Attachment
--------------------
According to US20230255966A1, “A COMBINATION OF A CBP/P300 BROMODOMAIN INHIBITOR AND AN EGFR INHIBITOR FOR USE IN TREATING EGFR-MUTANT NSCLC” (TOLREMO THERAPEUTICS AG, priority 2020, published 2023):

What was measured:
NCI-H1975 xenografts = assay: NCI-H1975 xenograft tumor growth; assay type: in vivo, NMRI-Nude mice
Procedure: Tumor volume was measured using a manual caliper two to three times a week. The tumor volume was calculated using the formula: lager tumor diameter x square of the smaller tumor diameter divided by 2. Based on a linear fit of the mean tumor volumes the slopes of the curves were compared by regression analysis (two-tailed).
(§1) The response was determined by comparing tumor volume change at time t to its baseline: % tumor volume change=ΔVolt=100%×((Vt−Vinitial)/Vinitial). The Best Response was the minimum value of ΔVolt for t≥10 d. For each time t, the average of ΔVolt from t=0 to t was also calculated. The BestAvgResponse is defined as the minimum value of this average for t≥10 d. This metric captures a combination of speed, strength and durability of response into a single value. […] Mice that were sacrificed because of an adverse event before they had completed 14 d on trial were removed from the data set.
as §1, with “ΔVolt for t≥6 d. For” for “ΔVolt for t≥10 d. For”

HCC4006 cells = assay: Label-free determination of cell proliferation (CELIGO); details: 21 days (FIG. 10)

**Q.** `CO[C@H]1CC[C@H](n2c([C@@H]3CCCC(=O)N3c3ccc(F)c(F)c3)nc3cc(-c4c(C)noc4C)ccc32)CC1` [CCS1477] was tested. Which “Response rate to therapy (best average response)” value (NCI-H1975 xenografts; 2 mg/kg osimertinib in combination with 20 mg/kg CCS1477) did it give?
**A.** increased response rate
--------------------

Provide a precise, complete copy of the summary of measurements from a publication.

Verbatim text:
According to US20230255966A1, “A COMBINATION OF A CBP/P300 BROMODOMAIN INHIBITOR AND AN EGFR INHIBITOR FOR USE IN TREATING EGFR-MUTANT NSCLC” (TOLREMO THERAPEUTICS AG, priority 2020, published 2023):

What was measured:
NCI-H1975 xenografts = assay: NCI-H1975 xenograft tumor growth; assay type: in vivo, NMRI-Nude mice
Procedure: Tumor volume was measured using a manual caliper two to three times a week. The tumor volume was calculated using the formula: lager tumor diameter x square of the smaller tumor diameter divided by 2. Based on a linear fit of the mean tumor volumes the slopes of the curves were compared by regression analysis (two-tailed).
(§1) The response was determined by comparing tumor volume change at time t to its baseline: % tumor volume change=ΔVolt=100%×((Vt−Vinitial)/Vinitial). The Best Response was the minimum value of ΔVolt for t≥10 d. For each time t, the average of ΔVolt from t=0 to t was also calculated. The BestAvgResponse is defined as the minimum value of this average for t≥10 d. This metric captures a combination of speed, strength and durability of response into a single value. […] Mice that were sacrificed because of an adverse event before they had completed 14 d on trial were removed from the data set.
as §1, with “ΔVolt for t≥6 d. For” for “ΔVolt for t≥10 d. For”

HCC4006 cells = assay: Label-free determination of cell proliferation (CELIGO); details: 21 days (FIG. 10)

**Q.** `CO[C@H]1CC[C@H](n2c([C@@H]3CCCC(=O)N3c3ccc(F)c(F)c3)nc3cc(-c4c(C)noc4C)ccc32)CC1` [CCS1477] was tested. Which “Response rate to therapy (best average response)” value (NCI-H1975 xenografts; 2 mg/kg osimertinib in combination with 20 mg/kg CCS1477) did it give?
**A.** increased response rate